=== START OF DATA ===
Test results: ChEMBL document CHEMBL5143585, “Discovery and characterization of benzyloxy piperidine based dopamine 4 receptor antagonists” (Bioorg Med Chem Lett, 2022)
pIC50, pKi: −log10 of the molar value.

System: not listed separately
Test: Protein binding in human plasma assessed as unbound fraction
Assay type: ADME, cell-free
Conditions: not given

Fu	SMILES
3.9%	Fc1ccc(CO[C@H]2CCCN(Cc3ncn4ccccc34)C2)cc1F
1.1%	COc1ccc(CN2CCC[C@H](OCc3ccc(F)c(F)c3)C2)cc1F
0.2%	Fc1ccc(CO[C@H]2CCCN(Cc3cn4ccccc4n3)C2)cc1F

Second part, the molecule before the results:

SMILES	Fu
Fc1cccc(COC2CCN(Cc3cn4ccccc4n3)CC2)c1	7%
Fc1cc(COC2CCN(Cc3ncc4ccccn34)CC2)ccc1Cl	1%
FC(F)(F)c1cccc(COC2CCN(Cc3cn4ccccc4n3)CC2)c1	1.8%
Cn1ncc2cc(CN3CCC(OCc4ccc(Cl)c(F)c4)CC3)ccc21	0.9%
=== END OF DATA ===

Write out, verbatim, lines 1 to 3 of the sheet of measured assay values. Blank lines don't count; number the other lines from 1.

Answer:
Test results: ChEMBL document CHEMBL5143585, “Discovery and characterization of benzyloxy piperidine based dopamine 4 receptor antagonists” (Bioorg Med Chem Lett, 2022)
pIC50, pKi: −log10 of the molar value.

System: not listed separately